College media has the potential to:
- Provide excellent training for students for their future careers
- Make valuable contributions to local communities through journalism
- Build noteworthy examples of sustainable journalism for the future
- (Addendum: Teach students habits of citizenship that will benefit them regardless of their future careers (as well as strengthen our democracies)
How else might we facilitate this potential?
Wired just published a thought provoking interview with Andrew DeVigal (thanks to Craig Silverman at Spundge for the tip!) in which DeVigal speaks to the question of whether media companies (in this case, The New York Times) should become a technology company:
…Part of the challenge there is that the New York Times, which is a media company would then become a software company. Not to say that isn’t the right thing to do, but is that what the Times wants? It’d be a pretty major shift in mindset and operations, you know, to support customers and support the technology. Do we really want to see teams of journalists turned into teams of support technologists?
It makes me wonder if a team at Apple ever asked themselves: Do we really want to turn ourselves into a music company? Or whether the early team at Microsoft that decided to adapt an encyclopedia for the Web (remembering Encarta) worried about whether their engineers knew enough to create media. Will journalists lose their critical space in the network because they can’t imagine how to reconfigure themselves?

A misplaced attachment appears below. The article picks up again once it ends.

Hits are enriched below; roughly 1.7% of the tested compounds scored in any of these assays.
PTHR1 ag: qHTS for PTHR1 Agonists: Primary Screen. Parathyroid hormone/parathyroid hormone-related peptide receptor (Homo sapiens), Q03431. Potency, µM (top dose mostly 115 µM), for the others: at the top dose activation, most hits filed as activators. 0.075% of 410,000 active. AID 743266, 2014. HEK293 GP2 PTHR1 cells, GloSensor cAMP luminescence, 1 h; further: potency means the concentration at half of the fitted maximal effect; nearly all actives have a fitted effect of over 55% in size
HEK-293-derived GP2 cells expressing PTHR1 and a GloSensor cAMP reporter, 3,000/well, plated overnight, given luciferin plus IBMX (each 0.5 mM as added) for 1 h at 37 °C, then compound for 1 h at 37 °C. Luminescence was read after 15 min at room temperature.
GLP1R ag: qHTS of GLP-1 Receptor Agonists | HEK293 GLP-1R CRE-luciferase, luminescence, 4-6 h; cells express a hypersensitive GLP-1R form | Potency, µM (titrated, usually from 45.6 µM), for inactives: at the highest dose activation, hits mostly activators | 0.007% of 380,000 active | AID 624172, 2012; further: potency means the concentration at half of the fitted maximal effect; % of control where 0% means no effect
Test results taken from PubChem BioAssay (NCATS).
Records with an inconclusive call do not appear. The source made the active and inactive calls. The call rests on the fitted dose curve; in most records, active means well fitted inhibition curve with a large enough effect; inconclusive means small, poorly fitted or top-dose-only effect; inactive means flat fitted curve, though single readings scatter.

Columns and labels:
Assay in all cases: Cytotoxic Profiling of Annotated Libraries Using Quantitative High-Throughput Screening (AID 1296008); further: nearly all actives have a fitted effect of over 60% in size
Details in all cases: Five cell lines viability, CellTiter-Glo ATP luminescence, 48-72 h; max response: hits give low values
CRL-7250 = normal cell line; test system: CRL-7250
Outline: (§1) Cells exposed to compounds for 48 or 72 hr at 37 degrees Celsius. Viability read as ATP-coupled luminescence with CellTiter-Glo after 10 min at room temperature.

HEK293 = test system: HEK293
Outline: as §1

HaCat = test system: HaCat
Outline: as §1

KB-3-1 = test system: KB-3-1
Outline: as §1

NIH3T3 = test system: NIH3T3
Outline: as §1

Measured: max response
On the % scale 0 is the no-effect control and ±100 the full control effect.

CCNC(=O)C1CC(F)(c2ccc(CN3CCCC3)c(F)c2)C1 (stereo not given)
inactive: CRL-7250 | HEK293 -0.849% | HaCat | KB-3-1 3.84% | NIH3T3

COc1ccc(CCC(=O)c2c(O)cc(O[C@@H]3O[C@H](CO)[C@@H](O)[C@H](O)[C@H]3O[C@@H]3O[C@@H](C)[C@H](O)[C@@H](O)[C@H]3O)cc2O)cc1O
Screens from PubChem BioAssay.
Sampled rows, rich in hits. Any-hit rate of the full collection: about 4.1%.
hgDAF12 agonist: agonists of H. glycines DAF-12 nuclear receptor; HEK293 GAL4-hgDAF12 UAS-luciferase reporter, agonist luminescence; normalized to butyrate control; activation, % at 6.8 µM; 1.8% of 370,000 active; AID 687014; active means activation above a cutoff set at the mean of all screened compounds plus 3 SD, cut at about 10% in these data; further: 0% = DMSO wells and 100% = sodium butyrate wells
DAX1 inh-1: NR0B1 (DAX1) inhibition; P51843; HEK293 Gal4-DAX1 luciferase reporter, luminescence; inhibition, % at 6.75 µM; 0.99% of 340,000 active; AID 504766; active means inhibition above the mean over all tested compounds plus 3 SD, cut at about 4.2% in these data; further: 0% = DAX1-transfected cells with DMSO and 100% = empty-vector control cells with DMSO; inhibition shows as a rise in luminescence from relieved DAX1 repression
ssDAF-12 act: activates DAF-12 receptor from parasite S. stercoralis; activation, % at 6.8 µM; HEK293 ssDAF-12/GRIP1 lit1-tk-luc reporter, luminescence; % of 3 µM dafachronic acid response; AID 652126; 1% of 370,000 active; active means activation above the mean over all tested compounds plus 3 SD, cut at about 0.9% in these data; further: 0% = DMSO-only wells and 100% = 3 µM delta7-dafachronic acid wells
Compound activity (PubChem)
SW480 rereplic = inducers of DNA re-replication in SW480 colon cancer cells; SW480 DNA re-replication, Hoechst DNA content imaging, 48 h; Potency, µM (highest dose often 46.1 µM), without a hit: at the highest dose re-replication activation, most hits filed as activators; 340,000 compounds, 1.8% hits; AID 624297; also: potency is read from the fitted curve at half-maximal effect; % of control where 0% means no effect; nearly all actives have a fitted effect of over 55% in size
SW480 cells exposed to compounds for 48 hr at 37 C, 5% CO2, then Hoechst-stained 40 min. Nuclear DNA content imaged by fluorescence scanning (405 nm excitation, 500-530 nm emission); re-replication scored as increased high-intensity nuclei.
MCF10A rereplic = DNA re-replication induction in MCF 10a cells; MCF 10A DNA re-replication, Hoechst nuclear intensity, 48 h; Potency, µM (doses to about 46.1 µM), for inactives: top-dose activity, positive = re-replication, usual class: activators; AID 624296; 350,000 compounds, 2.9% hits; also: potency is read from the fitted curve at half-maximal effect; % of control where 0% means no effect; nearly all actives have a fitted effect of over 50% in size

DeVigal goes on to describe the next frontier in interactive news, which to me reinforces one of the reasons why media and technology have to move closer together:
Trying to capture a narrative around data is still the missing link. How do we blend interactive story telling with information?
We’ve recently reconfigured our curriculum to include narrative, data and social journalism courses. But what I get from DeVigal is that after these foundational courses, we should be pushing ourselves to integrate these concepts and produce something new that marries media and technology. We can’t tell stories on one page and display data on another; these two forms of information need to be integrated in ways we’re just beginning to invent.
DeVigal emphasized the need to more deeply engage readers, and one way to do that is through games. Let the reader simulate driving a car while texting, or play different roles within a documentary of the Haitian earthquake. We have to experiment to understand how to arrest attention and help people focus on the message/the story/the issue we are presenting. Integrating narrative with data through the framework of a game may be the closest template we have at the moment for thinking through a new form of news.